The eclectic tip of India
By Etan Doronne
31 Jul 2011
Sometimes it's not only that I meet a new good friend but I meet one "from home". Not only is he full of good intentions but it seems like he knows me.
Since my first meeting with Santhana it was like that. But little wonder, growing up in a rural village in southern Tamil Nadu Santhana had gone to Hindu, Christian and Muslim schools and then worked abroad, in Kuwait, for several years side by side with multinational co-workers from Europe, USA and Egypt.
Today, back at his home town he had built up his own dream, his browsing center.
Visiting daily I notice what a gentle sole he is, especially noticeable with the female students/graduate he employs which can be a touchy issue here. However his generosity and easy going manners are there in every little act of serving clients or handling employees.
He had opened his business across from the Old Bus Stand in the port town of Tuticorin. Everyday at evening he takes a bus back to his home village and childhood house some 20km away, where he lives with his mother and two brothers and their families.
By next month he is about to get married. I got to know about that while we visited his home one afternoon last week. I am happy for his bride too, she is a lucky woman.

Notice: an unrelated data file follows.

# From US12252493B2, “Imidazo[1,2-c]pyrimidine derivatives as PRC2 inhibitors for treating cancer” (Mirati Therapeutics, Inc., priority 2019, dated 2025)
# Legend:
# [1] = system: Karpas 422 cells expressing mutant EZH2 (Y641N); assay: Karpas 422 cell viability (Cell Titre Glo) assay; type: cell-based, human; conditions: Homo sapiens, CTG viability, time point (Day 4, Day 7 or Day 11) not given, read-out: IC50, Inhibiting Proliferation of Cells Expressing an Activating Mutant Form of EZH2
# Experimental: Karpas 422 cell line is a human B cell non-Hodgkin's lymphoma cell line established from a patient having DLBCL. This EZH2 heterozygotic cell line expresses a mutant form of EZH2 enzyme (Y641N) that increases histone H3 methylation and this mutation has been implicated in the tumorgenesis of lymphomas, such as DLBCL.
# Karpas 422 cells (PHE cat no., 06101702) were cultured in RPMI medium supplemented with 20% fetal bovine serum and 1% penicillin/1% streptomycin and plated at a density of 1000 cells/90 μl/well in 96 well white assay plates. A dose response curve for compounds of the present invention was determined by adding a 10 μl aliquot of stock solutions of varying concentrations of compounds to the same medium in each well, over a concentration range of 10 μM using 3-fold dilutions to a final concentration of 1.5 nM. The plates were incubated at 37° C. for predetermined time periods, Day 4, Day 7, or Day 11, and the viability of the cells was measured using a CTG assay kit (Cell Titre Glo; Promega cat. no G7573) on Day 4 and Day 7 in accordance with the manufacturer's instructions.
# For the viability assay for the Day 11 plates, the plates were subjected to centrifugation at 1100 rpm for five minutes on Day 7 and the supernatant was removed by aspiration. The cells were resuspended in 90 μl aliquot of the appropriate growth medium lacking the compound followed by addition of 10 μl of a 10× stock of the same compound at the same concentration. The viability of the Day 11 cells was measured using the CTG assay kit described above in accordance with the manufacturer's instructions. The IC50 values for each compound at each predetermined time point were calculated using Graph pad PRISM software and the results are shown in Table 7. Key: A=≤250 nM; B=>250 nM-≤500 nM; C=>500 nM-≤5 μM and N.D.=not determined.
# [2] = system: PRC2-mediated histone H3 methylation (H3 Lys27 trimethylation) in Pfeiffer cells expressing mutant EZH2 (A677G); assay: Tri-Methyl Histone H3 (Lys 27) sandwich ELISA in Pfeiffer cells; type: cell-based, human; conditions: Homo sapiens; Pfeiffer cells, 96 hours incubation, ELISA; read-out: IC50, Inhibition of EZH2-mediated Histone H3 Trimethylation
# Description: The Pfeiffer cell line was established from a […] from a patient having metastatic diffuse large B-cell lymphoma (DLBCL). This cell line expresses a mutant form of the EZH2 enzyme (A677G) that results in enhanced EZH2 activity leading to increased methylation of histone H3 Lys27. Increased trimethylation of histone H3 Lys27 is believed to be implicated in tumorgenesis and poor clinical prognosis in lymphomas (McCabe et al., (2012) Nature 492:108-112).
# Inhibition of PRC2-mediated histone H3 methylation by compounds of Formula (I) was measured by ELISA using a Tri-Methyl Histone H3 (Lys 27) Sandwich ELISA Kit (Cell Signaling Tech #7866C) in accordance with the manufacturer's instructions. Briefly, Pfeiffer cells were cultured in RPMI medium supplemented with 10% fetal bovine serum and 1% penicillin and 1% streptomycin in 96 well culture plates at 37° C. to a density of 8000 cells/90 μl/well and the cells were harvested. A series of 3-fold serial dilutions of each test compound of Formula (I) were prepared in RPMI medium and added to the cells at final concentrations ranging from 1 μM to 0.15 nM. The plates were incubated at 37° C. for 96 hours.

We took the govt. bus ride that lasted about an hour running by the salt lakes on the outskirts of Tuticorin (or Thoothukudi, as formerly known, prior to British regime). Santhana pointed out many leveled neighborhoods that used to be artificial evaporation ponds for this industry but were converted into residence and industry lots as real estate prices drove up.
Then we passed his Christian high-school in nearby village, finally arriving to his 'village'. Actually, he names it a village, yet it is more of a small town. Indian towns have a main-street lined up with shops while villages may usually have only a balcony-come-general-shop or a box-on-legs with a drop-down front that is the village kiosk.
His friend, as he mentioned to me earlier, was waiting by the bus stop to lend him his motorcycle so we could drive around the neighboring villages. Such are Indian, I observed many cases, neighbors and friends share their vehicles. They often offer me to drive, a privilege I surrender due to many challenging factors on Indian roads.
His little town, as he recalls, had never had a foreign visitor. In his home his nephew and niece were curious and playful with me, though somewhat normally shy.
I was offered a combination of sweets (Jilabi) and salty (wada) snacks along with a famous cup of Tamil freshly brewed filter coffee. As a rule of thumb, Indian usually nibble on salty snacks while having a hot sweet drink such as Chai or Coffee.
Santhana family belongs to the Saiva Vallar community, or Pillai as otherwise known. Traditionally these people do not eat any animal flesh nor any eggs. Milk is OK however. Usually, being a vegetarian, I am the one to "spoil" a meal made especially for me by a friend's family. Here they had an even purer diet which I welcome and hope to someday adopt too.